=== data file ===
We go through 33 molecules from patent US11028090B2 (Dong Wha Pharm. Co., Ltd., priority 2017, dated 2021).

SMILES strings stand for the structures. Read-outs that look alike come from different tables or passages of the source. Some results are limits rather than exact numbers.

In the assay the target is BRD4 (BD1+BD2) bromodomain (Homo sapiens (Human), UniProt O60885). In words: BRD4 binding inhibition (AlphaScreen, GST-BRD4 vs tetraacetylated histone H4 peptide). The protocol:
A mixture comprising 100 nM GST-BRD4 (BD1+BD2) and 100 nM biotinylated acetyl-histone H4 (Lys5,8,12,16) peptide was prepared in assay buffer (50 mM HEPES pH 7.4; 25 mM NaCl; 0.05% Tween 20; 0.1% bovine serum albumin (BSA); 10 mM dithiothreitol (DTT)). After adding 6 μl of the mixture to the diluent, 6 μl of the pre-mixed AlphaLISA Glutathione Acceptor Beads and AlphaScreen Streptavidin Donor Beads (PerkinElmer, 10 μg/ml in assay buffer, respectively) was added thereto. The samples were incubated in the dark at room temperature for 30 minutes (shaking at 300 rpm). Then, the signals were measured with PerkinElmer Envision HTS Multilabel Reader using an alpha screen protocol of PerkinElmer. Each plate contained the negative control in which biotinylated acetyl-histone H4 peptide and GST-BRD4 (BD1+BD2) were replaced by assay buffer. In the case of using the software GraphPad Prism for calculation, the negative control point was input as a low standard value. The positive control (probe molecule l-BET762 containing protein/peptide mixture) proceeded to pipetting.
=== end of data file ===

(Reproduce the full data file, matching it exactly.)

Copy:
We go through 33 molecules from patent US11028090B2 (Dong Wha Pharm. Co., Ltd., priority 2017, dated 2021).

SMILES strings stand for the structures. Read-outs that look alike come from different tables or passages of the source. Some results are limits rather than exact numbers.

In the assay the target is BRD4 (BD1+BD2) bromodomain (Homo sapiens (Human), UniProt O60885). In words: BRD4 binding inhibition (AlphaScreen, GST-BRD4 vs tetraacetylated histone H4 peptide). The protocol:
A mixture comprising 100 nM GST-BRD4 (BD1+BD2) and 100 nM biotinylated acetyl-histone H4 (Lys5,8,12,16) peptide was prepared in assay buffer (50 mM HEPES pH 7.4; 25 mM NaCl; 0.05% Tween 20; 0.1% bovine serum albumin (BSA); 10 mM dithiothreitol (DTT)). After adding 6 μl of the mixture to the diluent, 6 μl of the pre-mixed AlphaLISA Glutathione Acceptor Beads and AlphaScreen Streptavidin Donor Beads (PerkinElmer, 10 μg/ml in assay buffer, respectively) was added thereto. The samples were incubated in the dark at room temperature for 30 minutes (shaking at 300 rpm). Then, the signals were measured with PerkinElmer Envision HTS Multilabel Reader using an alpha screen protocol of PerkinElmer. Each plate contained the negative control in which biotinylated acetyl-histone H4 peptide and GST-BRD4 (BD1+BD2) were replaced by assay buffer. In the case of using the software GraphPad Prism for calculation, the negative control point was input as a low standard value. The positive control (probe molecule l-BET762 containing protein/peptide mixture) proceeded to pipetting.